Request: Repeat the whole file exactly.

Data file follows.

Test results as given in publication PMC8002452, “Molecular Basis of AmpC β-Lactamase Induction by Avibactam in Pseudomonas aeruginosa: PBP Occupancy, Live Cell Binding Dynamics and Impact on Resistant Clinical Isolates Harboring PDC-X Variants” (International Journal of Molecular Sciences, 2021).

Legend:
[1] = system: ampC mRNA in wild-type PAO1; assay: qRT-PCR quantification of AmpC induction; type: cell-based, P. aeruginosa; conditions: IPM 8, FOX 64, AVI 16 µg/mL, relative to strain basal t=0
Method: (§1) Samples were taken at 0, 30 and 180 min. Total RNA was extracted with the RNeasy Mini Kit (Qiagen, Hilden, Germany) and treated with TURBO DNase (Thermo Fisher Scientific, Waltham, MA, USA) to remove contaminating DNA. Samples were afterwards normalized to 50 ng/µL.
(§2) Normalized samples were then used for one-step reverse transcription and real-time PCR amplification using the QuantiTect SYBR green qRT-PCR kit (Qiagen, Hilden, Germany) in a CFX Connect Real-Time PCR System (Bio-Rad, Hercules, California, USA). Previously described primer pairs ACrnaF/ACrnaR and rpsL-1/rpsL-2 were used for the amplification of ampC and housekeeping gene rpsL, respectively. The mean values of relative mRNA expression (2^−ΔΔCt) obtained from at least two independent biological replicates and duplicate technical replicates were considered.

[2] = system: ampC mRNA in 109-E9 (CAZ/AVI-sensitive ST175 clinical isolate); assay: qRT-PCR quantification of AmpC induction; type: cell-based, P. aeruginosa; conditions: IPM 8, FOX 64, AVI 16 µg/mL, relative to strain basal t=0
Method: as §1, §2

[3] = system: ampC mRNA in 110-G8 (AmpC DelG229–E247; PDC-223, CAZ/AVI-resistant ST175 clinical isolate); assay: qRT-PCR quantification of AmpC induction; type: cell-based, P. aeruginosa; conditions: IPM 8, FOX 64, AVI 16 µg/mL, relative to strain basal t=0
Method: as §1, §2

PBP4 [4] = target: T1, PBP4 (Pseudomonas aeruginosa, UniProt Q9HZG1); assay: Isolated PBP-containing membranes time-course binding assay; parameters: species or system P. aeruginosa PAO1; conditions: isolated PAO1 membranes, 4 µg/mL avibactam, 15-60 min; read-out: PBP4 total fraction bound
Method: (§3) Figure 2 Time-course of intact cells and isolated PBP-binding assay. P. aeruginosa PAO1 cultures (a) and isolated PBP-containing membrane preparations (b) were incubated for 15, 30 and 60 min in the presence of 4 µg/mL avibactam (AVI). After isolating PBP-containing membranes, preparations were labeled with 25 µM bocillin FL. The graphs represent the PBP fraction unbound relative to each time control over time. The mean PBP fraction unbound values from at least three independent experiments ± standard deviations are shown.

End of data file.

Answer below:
Test results as given in publication PMC8002452, “Molecular Basis of AmpC β-Lactamase Induction by Avibactam in Pseudomonas aeruginosa: PBP Occupancy, Live Cell Binding Dynamics and Impact on Resistant Clinical Isolates Harboring PDC-X Variants” (International Journal of Molecular Sciences, 2021).

Legend:
[1] = system: ampC mRNA in wild-type PAO1; assay: qRT-PCR quantification of AmpC induction; type: cell-based, P. aeruginosa; conditions: IPM 8, FOX 64, AVI 16 µg/mL, relative to strain basal t=0
Method: (§1) Samples were taken at 0, 30 and 180 min. Total RNA was extracted with the RNeasy Mini Kit (Qiagen, Hilden, Germany) and treated with TURBO DNase (Thermo Fisher Scientific, Waltham, MA, USA) to remove contaminating DNA. Samples were afterwards normalized to 50 ng/µL.
(§2) Normalized samples were then used for one-step reverse transcription and real-time PCR amplification using the QuantiTect SYBR green qRT-PCR kit (Qiagen, Hilden, Germany) in a CFX Connect Real-Time PCR System (Bio-Rad, Hercules, California, USA). Previously described primer pairs ACrnaF/ACrnaR and rpsL-1/rpsL-2 were used for the amplification of ampC and housekeeping gene rpsL, respectively. The mean values of relative mRNA expression (2^−ΔΔCt) obtained from at least two independent biological replicates and duplicate technical replicates were considered.

[2] = system: ampC mRNA in 109-E9 (CAZ/AVI-sensitive ST175 clinical isolate); assay: qRT-PCR quantification of AmpC induction; type: cell-based, P. aeruginosa; conditions: IPM 8, FOX 64, AVI 16 µg/mL, relative to strain basal t=0
Method: as §1, §2

[3] = system: ampC mRNA in 110-G8 (AmpC DelG229–E247; PDC-223, CAZ/AVI-resistant ST175 clinical isolate); assay: qRT-PCR quantification of AmpC induction; type: cell-based, P. aeruginosa; conditions: IPM 8, FOX 64, AVI 16 µg/mL, relative to strain basal t=0
Method: as §1, §2

PBP4 [4] = target: T1, PBP4 (Pseudomonas aeruginosa, UniProt Q9HZG1); assay: Isolated PBP-containing membranes time-course binding assay; parameters: species or system P. aeruginosa PAO1; conditions: isolated PAO1 membranes, 4 µg/mL avibactam, 15-60 min; read-out: PBP4 total fraction bound
Method: (§3) Figure 2 Time-course of intact cells and isolated PBP-binding assay. P. aeruginosa PAO1 cultures (a) and isolated PBP-containing membrane preparations (b) were incubated for 15, 30 and 60 min in the presence of 4 µg/mL avibactam (AVI). After isolating PBP-containing membranes, preparations were labeled with 25 µM bocillin FL. The graphs represent the PBP fraction unbound relative to each time control over time. The mean PBP fraction unbound values from at least three independent experiments ± standard deviations are shown.